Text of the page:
Tag Archives: Orbit

Historic shuttle launch photos

The Shuttle launches are always dramatic events. Pity there are only two more planned. They are one event I would have liked to have seen before popping my clogs.

However, there are always the photos. And some of the most interesting are those taken from the air, or even from orbit, rather than the ground. I have seen a few taken from airplanes, or by parachuters. There is even one taken from the International Space Station!

Phil Plait, the Bad Astronomer and author of the book Death from the Skies!: These Are the Ways the World Will End . . ., has been presenting some of these on his blog recently. His last one, taken by Van Wideman, is of the launch which carried the Hubble Space Telescope into orbit back in 1990.

This must be pretty rare:

Thanks to Bad Astronomer – Diving into and out of the sky.

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A photographer’s dream

Just imagine yourself as a photographer on the International Space Station (ISS). Constantly changing scenery – and most of it beautiful.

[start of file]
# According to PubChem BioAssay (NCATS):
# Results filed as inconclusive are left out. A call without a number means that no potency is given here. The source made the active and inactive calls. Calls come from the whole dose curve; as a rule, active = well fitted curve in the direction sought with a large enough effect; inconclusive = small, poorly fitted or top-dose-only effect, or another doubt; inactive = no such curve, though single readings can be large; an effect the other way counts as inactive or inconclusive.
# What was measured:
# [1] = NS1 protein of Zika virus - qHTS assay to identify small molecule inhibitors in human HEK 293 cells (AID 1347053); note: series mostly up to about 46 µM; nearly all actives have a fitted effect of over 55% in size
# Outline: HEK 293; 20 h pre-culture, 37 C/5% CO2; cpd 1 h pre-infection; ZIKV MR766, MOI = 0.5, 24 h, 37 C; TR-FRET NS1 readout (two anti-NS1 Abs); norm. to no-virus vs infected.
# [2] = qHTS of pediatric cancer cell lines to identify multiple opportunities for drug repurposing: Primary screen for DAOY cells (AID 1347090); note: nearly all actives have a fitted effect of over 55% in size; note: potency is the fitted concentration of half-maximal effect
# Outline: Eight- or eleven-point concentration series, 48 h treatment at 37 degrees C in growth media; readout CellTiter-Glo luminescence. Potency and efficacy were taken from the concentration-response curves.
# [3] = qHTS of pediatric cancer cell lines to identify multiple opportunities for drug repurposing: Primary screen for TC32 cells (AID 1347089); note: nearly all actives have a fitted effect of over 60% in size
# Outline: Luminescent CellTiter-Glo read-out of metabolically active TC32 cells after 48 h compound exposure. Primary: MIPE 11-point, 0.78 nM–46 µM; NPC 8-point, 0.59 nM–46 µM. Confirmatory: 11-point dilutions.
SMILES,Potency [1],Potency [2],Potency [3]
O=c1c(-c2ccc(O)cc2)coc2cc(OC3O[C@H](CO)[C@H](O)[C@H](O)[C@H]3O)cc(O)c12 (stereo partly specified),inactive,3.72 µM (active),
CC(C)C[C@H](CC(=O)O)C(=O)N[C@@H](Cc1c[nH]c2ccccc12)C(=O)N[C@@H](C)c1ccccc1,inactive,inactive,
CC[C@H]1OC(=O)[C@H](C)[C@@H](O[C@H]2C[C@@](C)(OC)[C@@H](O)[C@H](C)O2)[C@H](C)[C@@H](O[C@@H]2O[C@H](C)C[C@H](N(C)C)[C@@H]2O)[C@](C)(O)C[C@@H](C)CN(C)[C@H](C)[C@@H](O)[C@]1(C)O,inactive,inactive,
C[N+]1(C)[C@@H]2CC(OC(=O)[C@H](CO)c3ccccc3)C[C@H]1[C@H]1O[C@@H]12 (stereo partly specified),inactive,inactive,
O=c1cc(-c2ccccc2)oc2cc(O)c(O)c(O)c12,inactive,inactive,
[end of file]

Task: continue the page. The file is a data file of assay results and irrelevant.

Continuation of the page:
One of the astronauts, Jose Hernandez, has been sending back some lovely photos. Here are a couple below. Click on them to go to the originals – the one with the space station can be enlarged.

You can follow Jose on twitter – Astro_Jose

Sin palabras...Simplemente asombroso! Without words! Simply b... on Twitpic

La estacion y el horizonte de la Tierra. Una vista espectacul... on Twitpic

Thanks to Sin palabras…Simplemente asombroso! Without words! Simply breathtaking!

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Look out!

This is scary stuff. Look at all that space junk. I guess it’s a matter of resolution. But it must be quite a job keeping track of it all.

090912-space-junk-geo-02

Each dot represents a bit of known space junk that’s at least 4 inches (10 cm) orbiting Earth. Note the distinctive outer ring, known as a geostationary orbit, where weather and communication satellites orbit at the same rate that the Earth turns, allowing them to remain over a single spot on Earth at all times. The concentration of dots obscuring Earth in the center of the image represent debris in low-Earth orbit. In total, some 19,000 manmade objects this size or bigger orbit Earth as of July 2009; most are in low-Earth orbit. Countless smaller objects are also circling the planet. Credit: NASA/Orbital Debris Program Office.

via Image Display.

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